The sequel to Sonic Adventure, Sonic Adventure 2 is more of the same 3D running and platforming, with everyone’s favourite blue hedgehog (and friends), although this time there’s a bit more to the game than just blasting through the courses.
As I pointed out in my write-up of the first Sonic Adventure: superfast 3D platform games don’t really appeal to me very much, although I have to admit to liking this second game much more than the first, because the gameplay is more interesting.
The first level is feature-packed and high octane, compared to the first game. In it Sonic starts off riding a snowboard down some streets, then does some Tony Hawk-style rail grinding, then is chased by a truck, then must face an immediate boss battle at the end of it. It’s the kind of level that is sure to impress anyone who liked the first game. Actually, to be fair the second level isn’t too bad either. I think because this game puts more emphasis on exploration, rather than speed, it appeals to me more. It at least mixes-up the gameplay styles so that you can at least appreciate the levels, rather than zooming through them at a thousand miles an hour.
In Sonic Adventure 2 you can play the story in hero mode (as the good guys) or ‘dark’ mode (as the bad guys), which is interesting. Especially as both modes are completely different. In dark mode you actually begin the game as Dr. Robotnik (aka Dr. Eggman), sporting a pair of walking robotic legs and shooting with a lock-on laser, and then in the first boss fight you play as Shadow, Sonic‘s dark alter ego. Whichever story arc you’re playing, the game alternates playable characters between levels, which is a good thing as it adds to the variety. Each playable character has their own moveset. Boss battles are also much better in this sequel too (I thought that they were lame in the first Sonic Adventure, but in this there’s a modicum of challenge to them).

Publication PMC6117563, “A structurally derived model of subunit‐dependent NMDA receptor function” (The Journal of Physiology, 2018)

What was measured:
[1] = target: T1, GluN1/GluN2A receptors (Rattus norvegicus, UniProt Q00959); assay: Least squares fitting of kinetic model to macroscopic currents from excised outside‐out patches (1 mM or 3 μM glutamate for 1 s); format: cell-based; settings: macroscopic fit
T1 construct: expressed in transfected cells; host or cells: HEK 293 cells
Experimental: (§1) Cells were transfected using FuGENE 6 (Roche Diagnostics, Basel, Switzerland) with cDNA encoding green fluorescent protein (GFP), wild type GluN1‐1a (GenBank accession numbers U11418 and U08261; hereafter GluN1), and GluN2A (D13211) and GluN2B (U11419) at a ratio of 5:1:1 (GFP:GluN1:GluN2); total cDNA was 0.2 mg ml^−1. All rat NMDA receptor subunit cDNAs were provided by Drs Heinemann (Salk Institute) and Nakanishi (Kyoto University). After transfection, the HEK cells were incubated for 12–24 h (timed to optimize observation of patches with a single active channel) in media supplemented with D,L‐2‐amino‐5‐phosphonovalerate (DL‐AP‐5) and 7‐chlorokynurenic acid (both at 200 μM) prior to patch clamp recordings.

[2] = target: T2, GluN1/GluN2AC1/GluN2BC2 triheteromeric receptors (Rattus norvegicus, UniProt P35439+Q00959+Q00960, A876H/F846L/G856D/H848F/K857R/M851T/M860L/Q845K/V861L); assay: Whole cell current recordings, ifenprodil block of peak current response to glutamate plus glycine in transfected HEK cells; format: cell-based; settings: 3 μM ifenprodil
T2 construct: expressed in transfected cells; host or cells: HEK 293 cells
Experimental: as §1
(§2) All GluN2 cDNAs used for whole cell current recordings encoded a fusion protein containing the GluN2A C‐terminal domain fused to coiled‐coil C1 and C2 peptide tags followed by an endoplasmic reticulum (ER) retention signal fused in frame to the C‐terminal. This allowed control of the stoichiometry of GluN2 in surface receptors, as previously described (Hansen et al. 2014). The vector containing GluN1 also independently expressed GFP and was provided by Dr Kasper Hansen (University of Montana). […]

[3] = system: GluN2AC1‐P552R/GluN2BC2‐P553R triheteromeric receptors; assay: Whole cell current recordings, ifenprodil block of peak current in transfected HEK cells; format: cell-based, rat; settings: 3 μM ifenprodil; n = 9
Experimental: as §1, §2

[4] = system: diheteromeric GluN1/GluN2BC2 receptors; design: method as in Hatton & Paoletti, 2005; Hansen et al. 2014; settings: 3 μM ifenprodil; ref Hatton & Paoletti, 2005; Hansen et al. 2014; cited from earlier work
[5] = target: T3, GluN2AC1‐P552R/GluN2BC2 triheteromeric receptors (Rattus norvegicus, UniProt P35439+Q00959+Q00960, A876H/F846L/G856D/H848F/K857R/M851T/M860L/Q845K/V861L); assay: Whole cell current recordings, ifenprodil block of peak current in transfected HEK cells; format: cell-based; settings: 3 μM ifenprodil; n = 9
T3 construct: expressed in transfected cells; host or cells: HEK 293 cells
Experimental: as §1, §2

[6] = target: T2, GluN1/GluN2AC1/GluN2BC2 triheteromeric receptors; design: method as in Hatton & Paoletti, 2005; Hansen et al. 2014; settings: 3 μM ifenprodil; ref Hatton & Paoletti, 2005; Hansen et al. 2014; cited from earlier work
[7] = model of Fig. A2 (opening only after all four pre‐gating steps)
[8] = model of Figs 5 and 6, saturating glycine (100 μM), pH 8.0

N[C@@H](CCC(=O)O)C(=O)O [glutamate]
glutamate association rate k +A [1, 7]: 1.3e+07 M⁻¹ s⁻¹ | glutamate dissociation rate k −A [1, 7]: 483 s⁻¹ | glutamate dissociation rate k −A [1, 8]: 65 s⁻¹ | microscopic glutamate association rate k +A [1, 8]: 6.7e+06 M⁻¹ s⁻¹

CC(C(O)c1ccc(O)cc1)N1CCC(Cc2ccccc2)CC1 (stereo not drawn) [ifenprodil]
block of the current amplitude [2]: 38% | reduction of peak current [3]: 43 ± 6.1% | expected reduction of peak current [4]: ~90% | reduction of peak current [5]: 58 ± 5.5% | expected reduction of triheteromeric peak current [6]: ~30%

Sonic Adventure 2 also introduces a few new mechanics, like monkey bars that you can swing on, and cute Chao that you can pick up and throw at enemies. You can also collect different types of Chao and transfer them via a VMU, and even race them in Chao World.
As well as the single-player story mode there’s also a two-player versus mode, and various other extras that can be unlocked by playing through the game.
Overall, Sonic Adventure 2 is everything that Sonic Adventure should have been, and I have to admit that I quite enjoyed playing it.
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